We investigate the relationship between eudaimonic wellbeing (sense of life) and subjective survival probability (SSP), a proxy of self-assessed life expectancy.
We find a robust and strong positive relationship after controlling for self-assessed health, coupled with a negative effect of sense of life on mortality.
The magnitude of the first effect is relevant since the minimum difference between individuals declaring highest versus lowest sense of life is a 16-point higher probability of being alive at the target age.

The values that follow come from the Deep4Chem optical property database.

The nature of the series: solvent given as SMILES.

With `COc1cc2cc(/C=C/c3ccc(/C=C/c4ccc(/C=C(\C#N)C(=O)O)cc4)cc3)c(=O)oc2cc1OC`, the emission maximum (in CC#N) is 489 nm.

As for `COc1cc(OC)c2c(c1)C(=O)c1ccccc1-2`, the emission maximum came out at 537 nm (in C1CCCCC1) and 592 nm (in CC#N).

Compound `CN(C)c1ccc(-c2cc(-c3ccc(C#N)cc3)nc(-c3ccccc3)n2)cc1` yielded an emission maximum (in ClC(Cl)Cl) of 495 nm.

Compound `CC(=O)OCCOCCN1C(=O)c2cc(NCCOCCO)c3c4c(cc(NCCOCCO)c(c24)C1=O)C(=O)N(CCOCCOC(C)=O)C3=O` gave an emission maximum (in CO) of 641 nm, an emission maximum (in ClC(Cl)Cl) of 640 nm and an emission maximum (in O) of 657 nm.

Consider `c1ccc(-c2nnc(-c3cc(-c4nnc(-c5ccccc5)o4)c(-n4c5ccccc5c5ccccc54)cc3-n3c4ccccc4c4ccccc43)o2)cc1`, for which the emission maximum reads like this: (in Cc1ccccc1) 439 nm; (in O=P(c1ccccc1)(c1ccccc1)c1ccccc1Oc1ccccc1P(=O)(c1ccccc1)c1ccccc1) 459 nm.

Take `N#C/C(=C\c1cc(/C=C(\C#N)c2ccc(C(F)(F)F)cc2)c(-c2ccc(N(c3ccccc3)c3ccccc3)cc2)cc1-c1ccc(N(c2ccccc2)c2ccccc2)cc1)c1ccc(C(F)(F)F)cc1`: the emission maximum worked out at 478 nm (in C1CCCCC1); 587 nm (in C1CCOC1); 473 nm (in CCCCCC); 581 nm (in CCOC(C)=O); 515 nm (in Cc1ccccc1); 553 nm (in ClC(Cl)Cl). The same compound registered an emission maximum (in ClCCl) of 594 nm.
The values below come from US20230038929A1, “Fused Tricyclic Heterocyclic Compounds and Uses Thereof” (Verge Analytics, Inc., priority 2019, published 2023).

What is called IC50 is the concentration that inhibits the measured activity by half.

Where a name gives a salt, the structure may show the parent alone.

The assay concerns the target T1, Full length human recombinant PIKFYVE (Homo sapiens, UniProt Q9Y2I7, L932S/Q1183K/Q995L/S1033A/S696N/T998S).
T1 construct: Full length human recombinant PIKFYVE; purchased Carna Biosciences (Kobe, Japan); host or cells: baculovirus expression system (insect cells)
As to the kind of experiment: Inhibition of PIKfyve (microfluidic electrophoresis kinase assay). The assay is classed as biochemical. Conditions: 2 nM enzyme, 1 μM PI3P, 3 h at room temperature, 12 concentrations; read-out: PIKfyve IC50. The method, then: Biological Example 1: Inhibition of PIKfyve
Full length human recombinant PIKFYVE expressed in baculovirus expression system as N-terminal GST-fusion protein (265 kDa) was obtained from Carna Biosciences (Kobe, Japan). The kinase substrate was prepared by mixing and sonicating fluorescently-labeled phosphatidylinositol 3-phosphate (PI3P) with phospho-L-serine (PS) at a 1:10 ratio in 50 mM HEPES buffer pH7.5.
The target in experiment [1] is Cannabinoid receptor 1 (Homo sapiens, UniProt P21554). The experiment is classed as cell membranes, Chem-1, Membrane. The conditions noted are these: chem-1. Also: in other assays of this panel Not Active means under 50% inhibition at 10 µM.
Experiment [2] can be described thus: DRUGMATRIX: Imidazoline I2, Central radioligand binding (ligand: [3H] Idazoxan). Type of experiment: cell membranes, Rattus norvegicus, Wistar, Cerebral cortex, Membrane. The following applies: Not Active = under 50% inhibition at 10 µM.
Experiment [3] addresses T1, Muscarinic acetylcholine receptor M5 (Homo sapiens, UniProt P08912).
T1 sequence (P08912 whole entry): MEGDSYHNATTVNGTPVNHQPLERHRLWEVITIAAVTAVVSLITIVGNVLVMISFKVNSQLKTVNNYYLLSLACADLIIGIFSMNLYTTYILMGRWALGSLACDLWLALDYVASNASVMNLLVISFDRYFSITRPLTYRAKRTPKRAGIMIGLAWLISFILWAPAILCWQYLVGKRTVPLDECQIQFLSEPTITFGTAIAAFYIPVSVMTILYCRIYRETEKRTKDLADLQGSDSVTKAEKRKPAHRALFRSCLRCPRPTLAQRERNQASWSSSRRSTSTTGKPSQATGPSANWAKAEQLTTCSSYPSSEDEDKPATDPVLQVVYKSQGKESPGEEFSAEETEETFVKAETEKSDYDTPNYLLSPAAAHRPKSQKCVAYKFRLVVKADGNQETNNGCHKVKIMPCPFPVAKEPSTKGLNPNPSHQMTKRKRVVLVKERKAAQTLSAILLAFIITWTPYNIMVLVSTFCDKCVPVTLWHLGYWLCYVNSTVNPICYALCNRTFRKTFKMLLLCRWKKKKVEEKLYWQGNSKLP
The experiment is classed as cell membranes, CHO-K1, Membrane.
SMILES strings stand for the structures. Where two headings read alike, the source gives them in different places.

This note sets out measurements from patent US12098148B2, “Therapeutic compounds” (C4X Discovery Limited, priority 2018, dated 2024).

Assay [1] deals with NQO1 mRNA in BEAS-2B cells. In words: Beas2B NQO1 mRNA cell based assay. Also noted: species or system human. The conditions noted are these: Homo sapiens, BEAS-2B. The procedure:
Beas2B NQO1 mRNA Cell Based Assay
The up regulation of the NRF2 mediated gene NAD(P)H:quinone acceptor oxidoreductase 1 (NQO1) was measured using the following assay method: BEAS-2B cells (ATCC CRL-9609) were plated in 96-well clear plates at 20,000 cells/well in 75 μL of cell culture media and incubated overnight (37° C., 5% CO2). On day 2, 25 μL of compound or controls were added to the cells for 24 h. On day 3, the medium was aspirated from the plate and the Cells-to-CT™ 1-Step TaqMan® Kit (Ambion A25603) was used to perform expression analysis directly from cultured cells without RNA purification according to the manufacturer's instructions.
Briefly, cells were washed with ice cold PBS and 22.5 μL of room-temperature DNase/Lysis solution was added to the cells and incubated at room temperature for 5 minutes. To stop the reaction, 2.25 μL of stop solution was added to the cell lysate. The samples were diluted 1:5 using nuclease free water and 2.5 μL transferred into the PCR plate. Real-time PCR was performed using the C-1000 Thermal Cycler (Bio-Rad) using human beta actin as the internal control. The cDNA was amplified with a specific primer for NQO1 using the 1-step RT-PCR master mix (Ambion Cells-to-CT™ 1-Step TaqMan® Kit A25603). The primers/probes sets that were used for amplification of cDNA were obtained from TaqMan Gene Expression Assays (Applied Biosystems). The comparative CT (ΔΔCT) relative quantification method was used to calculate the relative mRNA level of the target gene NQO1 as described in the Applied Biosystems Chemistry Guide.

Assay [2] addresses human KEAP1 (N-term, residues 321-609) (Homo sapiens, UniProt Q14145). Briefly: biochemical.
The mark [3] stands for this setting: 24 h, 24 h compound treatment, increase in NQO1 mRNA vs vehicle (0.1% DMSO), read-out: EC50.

The combination of our two main findings implies that when respondents declare high sense of life they attribute to themselves lower mortality risk and they are correct.
JEL Numbers: I31, I14.
Keywords: purpose in life, subjective survival probability, mortality.